In March of this year, I received a referral to assess an 83 year old woman who had had a stroke which effected the speech areas in her brain causing global aphasia. Global aphasia is characterized by a severe impairment across all language modalities. Individuals have very poor comprehension, may be nonverbal, or produce verbal stereotypies (non-communicative repetition of syllables or words such as ‘to-ko to-ko’).
Upon assessment, Mae (name changed for privacy), had full use of her arms and legs, but showed impaired understanding of following one to two step directions, forming correct words, and reading phrases correctly, but could sing most of a simple common folk song, Oh When the Saints Come Marching In. During the initial assessment session, Mae’s daughter, listening within ear shot of the session, said that was the most language she had heard from her mom since the stroke. Mae’s assessment showed she would be a good candidate for Melodic Intonation Therapy (MIT) and subsequent Musical Speech Stimulation (MUSTIM). Both therapies take a functional phrase, such as, “How Are You Doing?’ and put it to a simple melodic phrase, hum it, sing it, have the client sing it, and then repeated the process to where you can gradually fade it to natural speech. Mae has done quite well with her MIT and MUSTIM to where I often come into our session and naturally say, “How are you dong, today?” and she can say, “I’m Fine” or “I’m terrific!” Collaborating also with her Speech and Language Therapist, the therapist reports that Mae has scored higher on repetition of phrases which a person with global aphasia sometimes cannot do without mixing up speech in the process. After almost 12 weeks of therapy, Mae can say a list of 20 phrases in repetition, and with little musical cuing!
Lately, I have been working on Mae’s cognition and response by asking, “What do you say when you greet someone?” Answer: “How are you doing?” We have also moved on to working on more expressive speech using Therapeutic Singing (TS) techniques. Mae looks at a picture and is asked, “Tell me about what you see in the picture.” This are familiar pictures attached to familiar songs, like all the things mentioned in the song, My Favorite Things, from The Sound of Music (Roses, Kittens, Dogs, etc…) Although, Mae is still working on strengthening her expressive language, singing and making music has been a key to help make new neural connections and rehabilitate her working memory and cognition. She is making progress towards her goals!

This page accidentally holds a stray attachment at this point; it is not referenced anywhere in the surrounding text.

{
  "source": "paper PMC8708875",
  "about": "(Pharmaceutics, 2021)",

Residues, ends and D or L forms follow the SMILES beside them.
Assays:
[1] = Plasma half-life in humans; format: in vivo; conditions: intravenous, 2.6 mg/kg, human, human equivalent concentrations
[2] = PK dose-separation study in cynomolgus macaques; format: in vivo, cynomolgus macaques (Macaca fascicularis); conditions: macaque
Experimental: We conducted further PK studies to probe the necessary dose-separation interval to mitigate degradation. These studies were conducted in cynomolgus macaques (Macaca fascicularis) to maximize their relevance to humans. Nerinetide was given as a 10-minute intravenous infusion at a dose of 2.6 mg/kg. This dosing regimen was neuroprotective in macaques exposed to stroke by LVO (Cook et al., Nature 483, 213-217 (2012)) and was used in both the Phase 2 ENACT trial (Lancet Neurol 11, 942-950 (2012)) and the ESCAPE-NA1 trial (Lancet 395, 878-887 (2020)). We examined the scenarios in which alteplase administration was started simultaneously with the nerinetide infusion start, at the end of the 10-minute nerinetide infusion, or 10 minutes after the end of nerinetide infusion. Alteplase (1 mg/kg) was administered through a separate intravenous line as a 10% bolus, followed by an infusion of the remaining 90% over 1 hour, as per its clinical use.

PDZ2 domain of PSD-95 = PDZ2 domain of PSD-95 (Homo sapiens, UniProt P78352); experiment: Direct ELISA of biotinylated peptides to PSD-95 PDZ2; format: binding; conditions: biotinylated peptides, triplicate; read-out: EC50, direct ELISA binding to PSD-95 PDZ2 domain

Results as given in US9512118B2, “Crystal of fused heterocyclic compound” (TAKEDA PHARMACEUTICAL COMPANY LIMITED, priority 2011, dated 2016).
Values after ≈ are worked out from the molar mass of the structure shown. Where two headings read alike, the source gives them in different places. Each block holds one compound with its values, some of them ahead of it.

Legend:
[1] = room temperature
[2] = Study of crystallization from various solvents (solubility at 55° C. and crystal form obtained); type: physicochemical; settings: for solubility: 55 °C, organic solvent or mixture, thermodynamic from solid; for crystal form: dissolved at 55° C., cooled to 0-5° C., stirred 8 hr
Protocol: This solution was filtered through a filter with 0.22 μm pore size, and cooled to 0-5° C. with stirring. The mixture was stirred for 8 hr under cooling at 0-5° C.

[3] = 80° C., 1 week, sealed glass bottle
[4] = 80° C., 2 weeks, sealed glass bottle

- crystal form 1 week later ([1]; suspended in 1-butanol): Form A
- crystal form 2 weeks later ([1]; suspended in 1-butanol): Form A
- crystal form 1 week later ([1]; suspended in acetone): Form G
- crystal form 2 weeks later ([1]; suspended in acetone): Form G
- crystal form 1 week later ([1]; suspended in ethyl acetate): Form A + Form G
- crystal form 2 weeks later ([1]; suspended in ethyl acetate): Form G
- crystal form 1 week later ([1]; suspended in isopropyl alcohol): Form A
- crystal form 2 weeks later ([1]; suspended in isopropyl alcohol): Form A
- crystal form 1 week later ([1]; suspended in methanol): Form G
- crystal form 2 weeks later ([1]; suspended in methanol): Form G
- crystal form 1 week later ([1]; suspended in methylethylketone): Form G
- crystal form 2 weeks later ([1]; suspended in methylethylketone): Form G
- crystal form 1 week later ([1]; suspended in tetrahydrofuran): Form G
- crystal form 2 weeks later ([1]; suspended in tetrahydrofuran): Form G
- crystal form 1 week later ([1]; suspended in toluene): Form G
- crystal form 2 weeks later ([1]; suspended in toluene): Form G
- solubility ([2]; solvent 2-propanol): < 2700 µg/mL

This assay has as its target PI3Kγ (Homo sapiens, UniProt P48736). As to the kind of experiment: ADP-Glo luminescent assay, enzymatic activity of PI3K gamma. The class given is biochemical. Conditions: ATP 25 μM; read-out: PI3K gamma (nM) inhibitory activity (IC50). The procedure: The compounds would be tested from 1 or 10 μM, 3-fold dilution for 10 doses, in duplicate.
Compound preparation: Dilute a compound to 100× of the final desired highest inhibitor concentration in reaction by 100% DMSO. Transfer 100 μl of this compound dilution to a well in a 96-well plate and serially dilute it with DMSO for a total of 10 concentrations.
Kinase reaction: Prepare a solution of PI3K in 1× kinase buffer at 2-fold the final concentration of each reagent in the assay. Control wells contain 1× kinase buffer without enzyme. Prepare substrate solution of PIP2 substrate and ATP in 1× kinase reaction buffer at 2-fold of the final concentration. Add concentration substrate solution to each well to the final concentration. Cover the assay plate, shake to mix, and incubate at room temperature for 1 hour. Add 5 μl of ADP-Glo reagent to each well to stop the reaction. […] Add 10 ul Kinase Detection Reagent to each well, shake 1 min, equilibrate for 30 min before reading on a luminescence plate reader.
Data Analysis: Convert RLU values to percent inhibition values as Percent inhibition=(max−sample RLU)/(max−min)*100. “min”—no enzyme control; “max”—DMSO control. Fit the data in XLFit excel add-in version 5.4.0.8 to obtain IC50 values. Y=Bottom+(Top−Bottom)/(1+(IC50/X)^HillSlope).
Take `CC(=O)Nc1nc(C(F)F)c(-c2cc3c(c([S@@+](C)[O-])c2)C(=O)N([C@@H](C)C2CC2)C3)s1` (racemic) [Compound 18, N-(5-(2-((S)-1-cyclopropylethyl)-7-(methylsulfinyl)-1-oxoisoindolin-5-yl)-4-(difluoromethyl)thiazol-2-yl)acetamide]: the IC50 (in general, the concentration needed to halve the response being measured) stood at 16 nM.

Music Therapy for Stroke Rehabilitation can also work on other physical effects caused by stroke. Recently, I took a specialized training in Neurologic Music Therapy and now hold the distinction of “Neurologic Music Therapist” (NMT). This training is the result of over 25+ years of research into the science of music and the brain. This training allows me to utilize many research based neurologic music techniques to help specialize my music therapy more fully to specific neurological impairments caused by stroke, Parkinson’s Disease, traumatic brain injuries, dementia, and intellectual and developmental delays and disabilities associated with ASD, Cerebral Palsy, and Down Syndrome. This list is not exhaustive of how neurologic music therapy can help with rehabilitation.
Check out these short videos on YouTube to see Neurologic Music Therapy in action from some of my colleagues in the field.
Melodic Intonation Therapy with Therapeutic Singing: Much like Mae and I do together. Her progress has been similar:
Neurologic Music Therapy with Patient with Left Neglect: This patient had a stroke which effected her ability to see and notice things to the left her visual field, even though her eye sight was fine.
Rhythmic Auditory Stimulation for Walking: This video shows how the beat of music can help entrain the brain to the beat of music to help with walking stride issues due to the effects of stroke.
As you read this, if you have someone in mind who could use this information, or would like a consultation regarding Neurologic Music Therapy for Stroke Rehab, feel free to reach out to me at firstname.lastname@example.org or call 615-390-3207 or sign up for a free 30 minute consultation.
I also love referrals for all ages and stages of life!
Be well and join the harmony!
Carrie Friddell, MT-BC, NMT